In TN, we don't know the answer yet. The no texting law while driving law just went into effect and I'm yet to have a client or hear of someone charged with it. I'm not aware of any cases anywhere but there may be.

    With regards to the 4th, they would need probable cause and my opinion would be that they would need more than just an observation of the driver swerving...like actually seeing them staring at their phone and typing. Our law is stupid because it is specific to texting...it doesn't address searching the Internet, or the other multiple ways you would be just as distracted when using.

    I have a feeling this offense will largely be unenforced because of the difficulties in applying...unless they go so far as to outright ban cell phones while driving.
     
  4. Axxe55

    Axxe55 The Apocalypse Is Coming.....

    7
    1
    0
    the way i understand it, if the proposed law is put into effect, it would be a ban on any use of a cell while driving. whether calling, recieving or texting. what appears in debate right now is the use of hands free devices and those that are factory equipped in the vehicle.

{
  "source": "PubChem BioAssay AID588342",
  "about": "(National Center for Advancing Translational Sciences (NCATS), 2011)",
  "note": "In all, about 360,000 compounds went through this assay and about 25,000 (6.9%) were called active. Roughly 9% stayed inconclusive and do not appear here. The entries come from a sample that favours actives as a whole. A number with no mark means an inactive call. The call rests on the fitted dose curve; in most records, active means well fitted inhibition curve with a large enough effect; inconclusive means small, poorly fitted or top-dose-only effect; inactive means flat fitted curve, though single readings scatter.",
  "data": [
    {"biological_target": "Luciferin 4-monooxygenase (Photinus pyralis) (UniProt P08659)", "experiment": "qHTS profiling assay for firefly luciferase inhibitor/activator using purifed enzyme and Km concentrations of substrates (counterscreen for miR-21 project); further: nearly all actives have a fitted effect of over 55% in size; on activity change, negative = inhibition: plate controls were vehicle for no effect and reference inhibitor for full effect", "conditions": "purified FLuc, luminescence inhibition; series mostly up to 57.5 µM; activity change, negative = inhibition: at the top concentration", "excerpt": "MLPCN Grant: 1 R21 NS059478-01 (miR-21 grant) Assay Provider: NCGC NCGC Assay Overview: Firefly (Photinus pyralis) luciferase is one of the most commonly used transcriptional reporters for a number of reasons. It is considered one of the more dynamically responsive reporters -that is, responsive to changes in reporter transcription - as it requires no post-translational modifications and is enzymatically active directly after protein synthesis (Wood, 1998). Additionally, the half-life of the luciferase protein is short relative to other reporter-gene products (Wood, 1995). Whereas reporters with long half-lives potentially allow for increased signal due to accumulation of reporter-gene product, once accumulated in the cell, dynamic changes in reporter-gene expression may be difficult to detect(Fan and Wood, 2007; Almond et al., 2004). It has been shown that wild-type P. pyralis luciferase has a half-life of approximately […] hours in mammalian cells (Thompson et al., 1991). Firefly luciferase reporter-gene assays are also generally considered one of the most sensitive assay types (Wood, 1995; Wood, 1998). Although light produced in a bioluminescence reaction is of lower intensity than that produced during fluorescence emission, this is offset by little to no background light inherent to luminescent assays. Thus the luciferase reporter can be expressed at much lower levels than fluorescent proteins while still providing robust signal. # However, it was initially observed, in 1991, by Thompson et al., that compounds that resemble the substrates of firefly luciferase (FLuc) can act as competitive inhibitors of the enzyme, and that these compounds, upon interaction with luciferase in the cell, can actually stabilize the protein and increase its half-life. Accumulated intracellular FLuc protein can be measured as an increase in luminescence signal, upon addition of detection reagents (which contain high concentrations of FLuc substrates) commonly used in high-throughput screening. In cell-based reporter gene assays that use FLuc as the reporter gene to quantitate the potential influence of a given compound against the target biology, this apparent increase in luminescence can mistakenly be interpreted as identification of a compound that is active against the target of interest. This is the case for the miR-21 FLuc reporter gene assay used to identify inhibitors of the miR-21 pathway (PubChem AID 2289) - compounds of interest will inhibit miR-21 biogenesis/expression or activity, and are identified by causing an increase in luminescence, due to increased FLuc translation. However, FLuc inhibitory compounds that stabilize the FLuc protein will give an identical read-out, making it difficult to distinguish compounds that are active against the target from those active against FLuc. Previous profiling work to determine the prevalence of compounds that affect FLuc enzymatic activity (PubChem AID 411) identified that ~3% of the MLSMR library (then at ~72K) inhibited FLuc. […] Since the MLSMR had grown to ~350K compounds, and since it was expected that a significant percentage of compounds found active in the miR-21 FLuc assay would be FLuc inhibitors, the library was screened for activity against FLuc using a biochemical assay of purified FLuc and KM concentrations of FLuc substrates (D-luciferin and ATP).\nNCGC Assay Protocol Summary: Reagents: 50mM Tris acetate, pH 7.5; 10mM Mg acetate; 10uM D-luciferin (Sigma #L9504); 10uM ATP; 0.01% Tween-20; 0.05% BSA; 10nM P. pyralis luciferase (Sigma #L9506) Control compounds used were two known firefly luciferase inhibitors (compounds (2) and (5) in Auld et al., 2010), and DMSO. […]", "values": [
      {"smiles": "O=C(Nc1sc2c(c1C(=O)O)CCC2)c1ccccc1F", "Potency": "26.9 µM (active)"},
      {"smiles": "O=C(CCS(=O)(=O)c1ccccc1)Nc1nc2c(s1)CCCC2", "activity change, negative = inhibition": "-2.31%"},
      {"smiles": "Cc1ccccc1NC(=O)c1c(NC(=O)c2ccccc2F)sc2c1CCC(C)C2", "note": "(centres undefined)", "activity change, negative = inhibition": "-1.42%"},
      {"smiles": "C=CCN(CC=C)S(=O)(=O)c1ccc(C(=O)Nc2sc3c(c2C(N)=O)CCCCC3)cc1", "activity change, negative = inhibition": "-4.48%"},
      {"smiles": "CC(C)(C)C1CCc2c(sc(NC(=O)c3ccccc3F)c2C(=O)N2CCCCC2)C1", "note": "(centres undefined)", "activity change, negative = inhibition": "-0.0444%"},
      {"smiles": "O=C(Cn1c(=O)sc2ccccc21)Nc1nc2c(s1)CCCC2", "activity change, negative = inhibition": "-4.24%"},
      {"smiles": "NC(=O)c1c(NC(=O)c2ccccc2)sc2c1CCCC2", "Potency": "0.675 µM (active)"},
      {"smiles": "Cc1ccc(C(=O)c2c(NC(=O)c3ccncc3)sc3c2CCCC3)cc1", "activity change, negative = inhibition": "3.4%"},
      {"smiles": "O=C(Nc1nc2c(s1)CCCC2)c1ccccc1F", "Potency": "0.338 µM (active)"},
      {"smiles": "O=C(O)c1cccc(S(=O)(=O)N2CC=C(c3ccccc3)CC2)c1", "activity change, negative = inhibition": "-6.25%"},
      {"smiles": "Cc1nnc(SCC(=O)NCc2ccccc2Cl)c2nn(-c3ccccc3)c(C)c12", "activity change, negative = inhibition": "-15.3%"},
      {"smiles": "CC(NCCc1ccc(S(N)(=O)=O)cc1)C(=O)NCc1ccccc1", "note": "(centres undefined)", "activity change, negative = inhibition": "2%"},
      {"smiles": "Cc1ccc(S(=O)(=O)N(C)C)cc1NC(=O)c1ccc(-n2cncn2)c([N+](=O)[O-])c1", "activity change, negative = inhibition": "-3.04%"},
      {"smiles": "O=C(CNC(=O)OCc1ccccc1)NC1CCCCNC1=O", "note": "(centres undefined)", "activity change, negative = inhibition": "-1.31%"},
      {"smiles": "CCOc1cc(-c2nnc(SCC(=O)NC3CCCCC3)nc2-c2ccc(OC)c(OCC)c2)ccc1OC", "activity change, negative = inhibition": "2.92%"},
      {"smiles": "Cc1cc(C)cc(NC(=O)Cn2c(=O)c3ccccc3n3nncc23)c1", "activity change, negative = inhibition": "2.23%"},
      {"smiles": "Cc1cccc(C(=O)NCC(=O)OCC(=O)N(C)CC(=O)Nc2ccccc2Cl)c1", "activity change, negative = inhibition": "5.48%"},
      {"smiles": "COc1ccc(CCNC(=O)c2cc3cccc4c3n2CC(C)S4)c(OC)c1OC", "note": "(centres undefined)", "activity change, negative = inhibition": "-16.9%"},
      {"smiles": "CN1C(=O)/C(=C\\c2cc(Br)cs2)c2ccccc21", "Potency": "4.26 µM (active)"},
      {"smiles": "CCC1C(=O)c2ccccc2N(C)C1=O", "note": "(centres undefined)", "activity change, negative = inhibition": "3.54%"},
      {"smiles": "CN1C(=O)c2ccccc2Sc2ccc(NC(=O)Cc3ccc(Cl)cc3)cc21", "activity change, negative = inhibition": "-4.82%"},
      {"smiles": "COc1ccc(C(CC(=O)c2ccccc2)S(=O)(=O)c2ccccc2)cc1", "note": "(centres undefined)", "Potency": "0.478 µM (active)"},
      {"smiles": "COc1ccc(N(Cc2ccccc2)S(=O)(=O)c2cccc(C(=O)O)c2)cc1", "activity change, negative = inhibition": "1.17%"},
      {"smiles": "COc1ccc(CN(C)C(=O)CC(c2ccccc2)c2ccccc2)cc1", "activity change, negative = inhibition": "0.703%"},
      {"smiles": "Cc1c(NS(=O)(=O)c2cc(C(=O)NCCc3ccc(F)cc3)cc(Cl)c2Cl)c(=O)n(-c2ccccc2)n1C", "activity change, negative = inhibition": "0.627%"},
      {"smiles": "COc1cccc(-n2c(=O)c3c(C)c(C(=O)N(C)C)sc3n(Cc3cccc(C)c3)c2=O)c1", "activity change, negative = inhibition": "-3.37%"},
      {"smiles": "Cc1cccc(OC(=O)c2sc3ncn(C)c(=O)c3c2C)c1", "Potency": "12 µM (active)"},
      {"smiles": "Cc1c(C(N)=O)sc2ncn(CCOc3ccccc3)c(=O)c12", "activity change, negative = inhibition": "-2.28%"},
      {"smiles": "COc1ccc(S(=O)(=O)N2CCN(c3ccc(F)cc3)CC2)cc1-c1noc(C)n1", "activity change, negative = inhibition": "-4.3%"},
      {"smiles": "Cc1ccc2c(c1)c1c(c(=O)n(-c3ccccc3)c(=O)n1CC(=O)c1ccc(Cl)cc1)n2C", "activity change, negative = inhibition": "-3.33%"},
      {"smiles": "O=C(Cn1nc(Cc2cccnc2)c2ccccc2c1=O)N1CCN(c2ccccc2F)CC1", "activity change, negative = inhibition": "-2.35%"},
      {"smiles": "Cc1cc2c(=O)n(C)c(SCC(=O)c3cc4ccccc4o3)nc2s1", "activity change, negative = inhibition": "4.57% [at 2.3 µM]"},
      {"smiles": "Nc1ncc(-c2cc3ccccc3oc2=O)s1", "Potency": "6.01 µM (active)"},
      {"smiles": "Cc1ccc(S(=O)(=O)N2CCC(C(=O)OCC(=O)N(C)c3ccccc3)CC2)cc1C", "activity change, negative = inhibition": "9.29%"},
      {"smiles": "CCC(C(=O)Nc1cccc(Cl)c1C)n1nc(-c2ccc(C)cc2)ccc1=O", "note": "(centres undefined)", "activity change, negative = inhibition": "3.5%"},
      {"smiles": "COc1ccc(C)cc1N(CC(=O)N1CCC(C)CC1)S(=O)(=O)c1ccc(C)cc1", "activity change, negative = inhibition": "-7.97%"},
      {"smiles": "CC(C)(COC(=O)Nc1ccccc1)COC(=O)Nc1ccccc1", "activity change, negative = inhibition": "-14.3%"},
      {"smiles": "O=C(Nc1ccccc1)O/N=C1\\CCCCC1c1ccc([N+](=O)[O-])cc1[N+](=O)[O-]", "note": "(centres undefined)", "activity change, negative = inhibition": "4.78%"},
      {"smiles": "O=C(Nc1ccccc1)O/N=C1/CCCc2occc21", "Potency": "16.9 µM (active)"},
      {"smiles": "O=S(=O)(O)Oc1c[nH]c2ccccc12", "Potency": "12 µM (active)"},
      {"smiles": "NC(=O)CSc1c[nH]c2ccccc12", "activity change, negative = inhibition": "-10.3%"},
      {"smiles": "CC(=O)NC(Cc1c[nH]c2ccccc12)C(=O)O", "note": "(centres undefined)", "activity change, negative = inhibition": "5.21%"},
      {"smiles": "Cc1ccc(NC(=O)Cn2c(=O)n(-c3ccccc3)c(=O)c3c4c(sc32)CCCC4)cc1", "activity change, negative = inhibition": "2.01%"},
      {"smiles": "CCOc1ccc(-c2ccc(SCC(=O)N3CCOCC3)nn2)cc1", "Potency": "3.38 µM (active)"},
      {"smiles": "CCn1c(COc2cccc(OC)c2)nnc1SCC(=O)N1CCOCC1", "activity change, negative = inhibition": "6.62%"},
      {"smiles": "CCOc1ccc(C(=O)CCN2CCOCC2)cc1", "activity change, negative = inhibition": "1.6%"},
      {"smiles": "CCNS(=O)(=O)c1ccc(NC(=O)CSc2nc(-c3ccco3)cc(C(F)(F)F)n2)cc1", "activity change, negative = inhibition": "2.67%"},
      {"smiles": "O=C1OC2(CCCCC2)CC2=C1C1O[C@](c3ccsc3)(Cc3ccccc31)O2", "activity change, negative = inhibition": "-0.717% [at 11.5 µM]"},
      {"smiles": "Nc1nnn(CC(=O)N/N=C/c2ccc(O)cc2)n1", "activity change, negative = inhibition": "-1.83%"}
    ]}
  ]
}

5. Sonic82

    Sonic82 New Member

    2,924
    0
    0
    This (I think) is standard practice. Police can already search your car without permission or a warrant is if they have probable cause. If an officer pulled you over for speeding and smelled pot ( as I understand it) he would have probable cause to search your vehicle. It doesn't have to be obvious. And, if the LEO feels there is something odd or suspect with your behavior or the vehicle, he can then legally search the vehicle. I suspect, they will treat cell phones in this manner, if they don't already.